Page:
Left ventricular systolic dysfunction was considered present when the ejection fraction was <50%, and left ventricular diastolic dysfunction was defined as the presence of any of the following: E/A ratio <1, mitral valve deceleration time ≥ 240 ms, or isovolumic relaxation time ≥ 105 ms; or E/A ratio >2 [28]. Dilated cardiomyopathy was defined as the presence of ventricular chamber(s) dilatation and global hypokinesia in the absence of any apparent cause of global dilatation and hypokinesia.
Pericardial effusion was considered present when there was an echo-free space between the visceral and parietal pericardia that persisted throughout the whole cardiac cycle. Effusion was graded as mild when it was <0.5 cm, moderate when it was 0.5 to 2 cm, and severe when it was >2 cm on two-dimensional pictures during diastole.
Pulmonary hypertension was defined as echocardiographically estimated pulmonary arterial systolic pressure >35 mmHg with or without dilated and/or hypertrophied right ventricle and in the presence of dyspnoea. In the absence of pulmonary stenosis, right ventricular systolic pressure (RVSP)=pulmonary systolic hypertension. Maximal velocity of tricuspid regurgitation (V) was measured, and using the formula below, the right ventricular systolic pressure was determined.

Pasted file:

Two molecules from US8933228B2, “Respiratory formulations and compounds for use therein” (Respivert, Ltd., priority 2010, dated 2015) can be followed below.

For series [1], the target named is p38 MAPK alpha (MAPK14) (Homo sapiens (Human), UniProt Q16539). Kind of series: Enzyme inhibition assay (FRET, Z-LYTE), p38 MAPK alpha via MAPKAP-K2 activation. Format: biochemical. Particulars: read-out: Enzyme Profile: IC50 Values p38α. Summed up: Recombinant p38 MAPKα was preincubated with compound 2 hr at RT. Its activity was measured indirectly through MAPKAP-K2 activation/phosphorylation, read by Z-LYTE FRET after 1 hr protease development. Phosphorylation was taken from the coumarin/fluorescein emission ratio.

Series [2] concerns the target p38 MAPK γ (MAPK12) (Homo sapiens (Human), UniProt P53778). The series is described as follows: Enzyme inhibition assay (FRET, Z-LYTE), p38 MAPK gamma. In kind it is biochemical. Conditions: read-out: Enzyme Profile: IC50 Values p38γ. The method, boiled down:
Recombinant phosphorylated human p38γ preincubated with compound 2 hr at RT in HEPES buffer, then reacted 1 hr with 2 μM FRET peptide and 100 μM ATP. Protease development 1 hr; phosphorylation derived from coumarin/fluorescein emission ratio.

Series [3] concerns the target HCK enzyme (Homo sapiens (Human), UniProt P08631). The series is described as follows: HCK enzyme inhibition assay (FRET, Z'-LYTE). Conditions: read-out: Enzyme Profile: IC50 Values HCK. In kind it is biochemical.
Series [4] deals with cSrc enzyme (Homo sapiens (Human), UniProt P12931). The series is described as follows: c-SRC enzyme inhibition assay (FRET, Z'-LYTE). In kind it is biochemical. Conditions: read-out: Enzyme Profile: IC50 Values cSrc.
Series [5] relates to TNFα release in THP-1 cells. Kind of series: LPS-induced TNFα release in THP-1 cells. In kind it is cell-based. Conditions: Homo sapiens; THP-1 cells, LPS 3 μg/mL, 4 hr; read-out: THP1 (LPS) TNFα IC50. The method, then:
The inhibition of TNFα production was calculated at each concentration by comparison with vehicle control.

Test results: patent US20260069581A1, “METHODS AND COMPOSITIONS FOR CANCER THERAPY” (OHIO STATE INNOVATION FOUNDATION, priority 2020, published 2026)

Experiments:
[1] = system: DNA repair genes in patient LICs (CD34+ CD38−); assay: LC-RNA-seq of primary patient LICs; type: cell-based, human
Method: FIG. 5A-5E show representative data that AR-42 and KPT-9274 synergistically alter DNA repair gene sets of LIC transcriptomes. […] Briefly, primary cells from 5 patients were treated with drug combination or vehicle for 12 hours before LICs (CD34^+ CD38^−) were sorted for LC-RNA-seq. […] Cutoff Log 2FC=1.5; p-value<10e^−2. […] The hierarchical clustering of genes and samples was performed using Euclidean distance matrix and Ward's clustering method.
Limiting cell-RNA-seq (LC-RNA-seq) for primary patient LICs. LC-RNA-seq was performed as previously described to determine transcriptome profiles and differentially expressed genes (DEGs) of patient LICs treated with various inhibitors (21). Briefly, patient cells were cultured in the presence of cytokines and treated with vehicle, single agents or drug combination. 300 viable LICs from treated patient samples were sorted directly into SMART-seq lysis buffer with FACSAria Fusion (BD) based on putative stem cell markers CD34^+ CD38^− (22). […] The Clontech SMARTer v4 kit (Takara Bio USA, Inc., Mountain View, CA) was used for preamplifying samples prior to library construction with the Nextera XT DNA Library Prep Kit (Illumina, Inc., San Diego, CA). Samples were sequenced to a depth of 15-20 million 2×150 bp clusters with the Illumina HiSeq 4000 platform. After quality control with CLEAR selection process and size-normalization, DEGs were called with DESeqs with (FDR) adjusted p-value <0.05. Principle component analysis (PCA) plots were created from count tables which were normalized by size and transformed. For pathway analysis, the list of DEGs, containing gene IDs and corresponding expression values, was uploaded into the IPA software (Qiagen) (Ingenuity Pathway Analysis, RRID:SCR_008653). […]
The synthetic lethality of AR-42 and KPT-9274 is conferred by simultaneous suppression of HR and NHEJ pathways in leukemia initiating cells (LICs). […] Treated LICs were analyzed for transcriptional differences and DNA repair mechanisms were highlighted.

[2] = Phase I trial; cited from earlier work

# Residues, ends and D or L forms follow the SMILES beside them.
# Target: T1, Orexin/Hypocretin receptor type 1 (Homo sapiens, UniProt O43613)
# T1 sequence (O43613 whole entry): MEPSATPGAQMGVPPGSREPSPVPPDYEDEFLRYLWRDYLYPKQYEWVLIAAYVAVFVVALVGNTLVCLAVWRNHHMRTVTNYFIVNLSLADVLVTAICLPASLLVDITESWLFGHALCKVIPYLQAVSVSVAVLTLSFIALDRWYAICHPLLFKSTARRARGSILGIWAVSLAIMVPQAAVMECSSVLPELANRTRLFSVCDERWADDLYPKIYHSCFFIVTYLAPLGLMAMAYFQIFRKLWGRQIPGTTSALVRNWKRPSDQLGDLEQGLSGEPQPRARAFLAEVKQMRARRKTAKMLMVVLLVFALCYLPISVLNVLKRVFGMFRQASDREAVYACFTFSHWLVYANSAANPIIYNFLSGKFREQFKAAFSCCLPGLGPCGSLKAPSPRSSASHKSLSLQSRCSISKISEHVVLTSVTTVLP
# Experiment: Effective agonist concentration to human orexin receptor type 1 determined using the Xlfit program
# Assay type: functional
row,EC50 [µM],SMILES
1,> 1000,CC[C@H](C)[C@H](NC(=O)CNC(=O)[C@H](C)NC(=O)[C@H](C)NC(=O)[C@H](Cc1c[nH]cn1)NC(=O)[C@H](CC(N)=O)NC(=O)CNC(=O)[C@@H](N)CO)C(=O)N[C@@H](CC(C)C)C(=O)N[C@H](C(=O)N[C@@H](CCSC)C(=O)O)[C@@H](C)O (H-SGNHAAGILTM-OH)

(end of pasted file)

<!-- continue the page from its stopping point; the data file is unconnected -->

RVSP=4V2+CVP mmHg,
Where CVP is central venous pressure; which was also estimated as below:
5 mmHg=IVC <2.3 cm and collapses >50% with inspiration
10 mmHg=IVC <2.3 cm and collapses <50% with inspiration
15 mmHg=IVC >2.3 cm and collapses <50% with inspiration
20mmHg=IVC >2.3 cm and no respiratory collapse
Where IVC is inferior vena cava.
Statistical analysis
Sample size for the study was calculated using the following formula: n=z2 p q / d2
Where, n=sample size, z=z score at 95 % confidence interval (1.96), p=estimated prevalence of HIV infection (6 %), q=1 – p, d=margin of error (0.05).
n=1.962 x 0.06 x 0.94 / 0.052=87 (minimum sample size).
Data were entered into a Microsoft Excel (2010) sheet. Data were cleaned and abnormal variable and wrong entry removed or changed. Data were then exported into SPSS 12.0 software for analysis. Descriptive analysis of baseline parameters was provided. Measure of central tendency using mean was calculated, and measure of spread using standard deviation and range were also calculated.
Results
Two hundred (200) patients were studied. They were aged between 16 and 82 years with the mean age (± SD) of 40.6 (± 10.5) years. There were more females (74.5%) than males (25.5%). Figure 1 shows year of diagnosis of HIV infection. Majority (86%) of the patients were diagnosed between 2009 and 2011.